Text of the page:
Please report citation or reference errors to , or , if you are the registered author of the cited work, log in to your RePEc Author Service profile, click on "citations" and make appropriate adjustments.:

as in new window
  1. Giovanni Dosi & Giorgio Fagiolo & Andrea Roventini, 2008. "Schumpeter Meeting Keynes: A Policy-Friendly Model of Endogenous Growth and Business Cycles," LEM Papers Series 2008/21, Laboratory of Economics and Management (LEM), Sant'Anna School of Advanced Studies, Pisa, Italy.
  2. Mario Amendola & Jean-Luc Gaffard, 1998. "Out of equilibrium," Post-Print halshs-00420523, HAL.
  3. Jean-Paul Fitoussi & Francesco Saraceno, 2010. "Inequality and macroeconomic performance," Sciences Po publications 2010-13, Sciences Po.
  4. Battiston, Stefano & Delli Gatti, Domenico & Gallegati, Mauro & Greenwald, Bruce & Stiglitz, Joseph E., 2012. "Liaisons dangereuses: Increasing connectivity, risk sharing, and systemic risk," Journal of Economic Dynamics and Control, Elsevier, vol. 36(8), pages 1121-1141.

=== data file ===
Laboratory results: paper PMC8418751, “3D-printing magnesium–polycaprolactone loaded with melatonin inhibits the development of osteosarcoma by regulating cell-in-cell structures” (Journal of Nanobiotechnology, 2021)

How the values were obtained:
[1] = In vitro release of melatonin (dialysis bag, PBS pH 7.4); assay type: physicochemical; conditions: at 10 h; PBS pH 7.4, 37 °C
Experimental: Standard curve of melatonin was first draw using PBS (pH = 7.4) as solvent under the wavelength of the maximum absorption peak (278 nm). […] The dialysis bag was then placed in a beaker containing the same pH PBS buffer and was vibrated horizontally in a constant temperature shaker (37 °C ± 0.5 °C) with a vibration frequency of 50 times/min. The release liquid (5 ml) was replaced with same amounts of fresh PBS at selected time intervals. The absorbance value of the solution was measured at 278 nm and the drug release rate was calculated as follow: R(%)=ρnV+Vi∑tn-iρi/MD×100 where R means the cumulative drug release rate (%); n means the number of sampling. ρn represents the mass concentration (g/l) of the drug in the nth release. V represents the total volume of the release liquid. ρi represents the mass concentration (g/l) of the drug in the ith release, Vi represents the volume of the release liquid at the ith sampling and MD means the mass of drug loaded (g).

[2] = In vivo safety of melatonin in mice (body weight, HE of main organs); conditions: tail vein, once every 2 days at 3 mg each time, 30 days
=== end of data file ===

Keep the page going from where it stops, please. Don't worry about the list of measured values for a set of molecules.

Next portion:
5. Quamrul Ashraf & Boris Gershman & Peter Howitt, 2015. "Banks, Market Organization, and Macroeconomic Performance: An Agent-Based Computational Analysis," Working Papers 2015-10, American University, Department of Economics.
  6. George A. Akerlof, 2002. "Behavioral Macroeconomics and Macroeconomic Behavior," American Economic Review, American Economic Association, vol. 92(3), pages 411-433, June.
  7. Colander, David C. & Föllmer, Hans & Haas, Armin & Goldberg, Michael & Kirman, Alan & Jusélius, Katarina & Lux, Thomas & Sloth, Brigitte, 2009. "The financial crisis and the systemic failure of academic economics," Kiel Working Papers 1489, Kiel Institute for the World Economy (IfW).